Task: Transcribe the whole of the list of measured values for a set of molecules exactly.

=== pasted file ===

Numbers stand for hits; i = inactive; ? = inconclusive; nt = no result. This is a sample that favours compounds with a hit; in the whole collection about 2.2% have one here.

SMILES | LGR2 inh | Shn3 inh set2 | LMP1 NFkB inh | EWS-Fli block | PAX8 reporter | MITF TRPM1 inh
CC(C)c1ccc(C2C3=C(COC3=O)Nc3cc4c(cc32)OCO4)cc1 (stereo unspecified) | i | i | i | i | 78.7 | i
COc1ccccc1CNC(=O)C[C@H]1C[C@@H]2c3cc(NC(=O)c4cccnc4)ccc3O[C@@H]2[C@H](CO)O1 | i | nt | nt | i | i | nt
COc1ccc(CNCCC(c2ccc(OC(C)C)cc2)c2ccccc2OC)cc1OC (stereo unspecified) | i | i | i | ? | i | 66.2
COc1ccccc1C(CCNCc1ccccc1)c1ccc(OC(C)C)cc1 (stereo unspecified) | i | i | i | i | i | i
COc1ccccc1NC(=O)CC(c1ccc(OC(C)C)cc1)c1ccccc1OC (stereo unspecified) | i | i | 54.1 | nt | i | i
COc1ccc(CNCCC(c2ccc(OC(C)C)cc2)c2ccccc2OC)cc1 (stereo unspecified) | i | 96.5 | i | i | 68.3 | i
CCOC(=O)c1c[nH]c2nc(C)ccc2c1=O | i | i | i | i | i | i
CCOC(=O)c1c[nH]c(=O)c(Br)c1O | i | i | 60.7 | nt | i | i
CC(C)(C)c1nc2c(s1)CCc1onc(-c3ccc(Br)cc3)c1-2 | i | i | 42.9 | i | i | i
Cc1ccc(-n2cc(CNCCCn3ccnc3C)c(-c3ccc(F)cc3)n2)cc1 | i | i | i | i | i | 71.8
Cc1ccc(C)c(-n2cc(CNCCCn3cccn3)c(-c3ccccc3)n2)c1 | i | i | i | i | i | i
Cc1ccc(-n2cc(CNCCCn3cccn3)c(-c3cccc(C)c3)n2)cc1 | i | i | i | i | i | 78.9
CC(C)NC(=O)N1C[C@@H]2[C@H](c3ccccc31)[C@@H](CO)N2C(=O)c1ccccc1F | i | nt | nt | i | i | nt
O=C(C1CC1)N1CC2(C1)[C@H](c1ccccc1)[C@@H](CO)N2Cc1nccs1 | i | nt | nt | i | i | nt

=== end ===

Numbers stand for hits; i = inactive; ? = inconclusive; nt = no result. This is a sample that favours compounds with a hit; in the whole collection about 2.2% have one here.

SMILES | LGR2 inh | Shn3 inh set2 | LMP1 NFkB inh | EWS-Fli block | PAX8 reporter | MITF TRPM1 inh
CC(C)c1ccc(C2C3=C(COC3=O)Nc3cc4c(cc32)OCO4)cc1 (stereo unspecified) | i | i | i | i | 78.7 | i
COc1ccccc1CNC(=O)C[C@H]1C[C@@H]2c3cc(NC(=O)c4cccnc4)ccc3O[C@@H]2[C@H](CO)O1 | i | nt | nt | i | i | nt
COc1ccc(CNCCC(c2ccc(OC(C)C)cc2)c2ccccc2OC)cc1OC (stereo unspecified) | i | i | i | ? | i | 66.2
COc1ccccc1C(CCNCc1ccccc1)c1ccc(OC(C)C)cc1 (stereo unspecified) | i | i | i | i | i | i
COc1ccccc1NC(=O)CC(c1ccc(OC(C)C)cc1)c1ccccc1OC (stereo unspecified) | i | i | 54.1 | nt | i | i
COc1ccc(CNCCC(c2ccc(OC(C)C)cc2)c2ccccc2OC)cc1 (stereo unspecified) | i | 96.5 | i | i | 68.3 | i
CCOC(=O)c1c[nH]c2nc(C)ccc2c1=O | i | i | i | i | i | i
CCOC(=O)c1c[nH]c(=O)c(Br)c1O | i | i | 60.7 | nt | i | i
CC(C)(C)c1nc2c(s1)CCc1onc(-c3ccc(Br)cc3)c1-2 | i | i | 42.9 | i | i | i
Cc1ccc(-n2cc(CNCCCn3ccnc3C)c(-c3ccc(F)cc3)n2)cc1 | i | i | i | i | i | 71.8
Cc1ccc(C)c(-n2cc(CNCCCn3cccn3)c(-c3ccccc3)n2)c1 | i | i | i | i | i | i
Cc1ccc(-n2cc(CNCCCn3cccn3)c(-c3cccc(C)c3)n2)cc1 | i | i | i | i | i | 78.9
CC(C)NC(=O)N1C[C@@H]2[C@H](c3ccccc31)[C@@H](CO)N2C(=O)c1ccccc1F | i | nt | nt | i | i | nt
O=C(C1CC1)N1CC2(C1)[C@H](c1ccccc1)[C@@H](CO)N2Cc1nccs1 | i | nt | nt | i | i | nt